Trophozoite killing assays for Tritrichomonas foetus parasites
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The Symposium provides undergraduates from all academic disciplines with an opportunity to share their research with the university community and other guests through conference-style oral presentations. The Symposium represents part of a larger effort of Iowa State University to enhance, support, and celebrate undergraduate research activity.
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The first Symposium was held in April 2007. The 39 students who presented research and their mentors collectively represented all of ISU's Colleges: Agriculture and Life Sciences, Business, Design, Engineering, Human Sciences, Liberal Arts and Sciences, Veterinary Medicine, and the Graduate College. The event has grown to regularly include more than 100 students presenting on topics that span the broad range of disciplines studied at ISU.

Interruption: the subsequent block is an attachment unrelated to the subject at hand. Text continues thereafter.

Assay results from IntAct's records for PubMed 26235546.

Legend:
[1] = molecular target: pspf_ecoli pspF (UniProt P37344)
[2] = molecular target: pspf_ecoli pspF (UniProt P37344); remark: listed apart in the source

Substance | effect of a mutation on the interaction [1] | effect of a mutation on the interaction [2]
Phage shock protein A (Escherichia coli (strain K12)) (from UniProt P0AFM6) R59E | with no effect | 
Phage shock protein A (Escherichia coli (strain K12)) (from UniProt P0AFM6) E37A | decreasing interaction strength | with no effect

Tritrichomonas foetus is a sexually-transmitted protozoan parasite infecting cattle throughout the world. In cows, infection results in early embryonic death and abortion. Current control methods rely on culling infected animals and there is no curative treatment. We obtained a field strain of the parasite from an Iowa bull and isolated it in axenic culture. We then developed a trophozoite killing assay suitable for identifying compounds with anti-parasite activity. Current and future studies involve screening of antimicrobial agents and identification of lead compounds for future in vivo studies.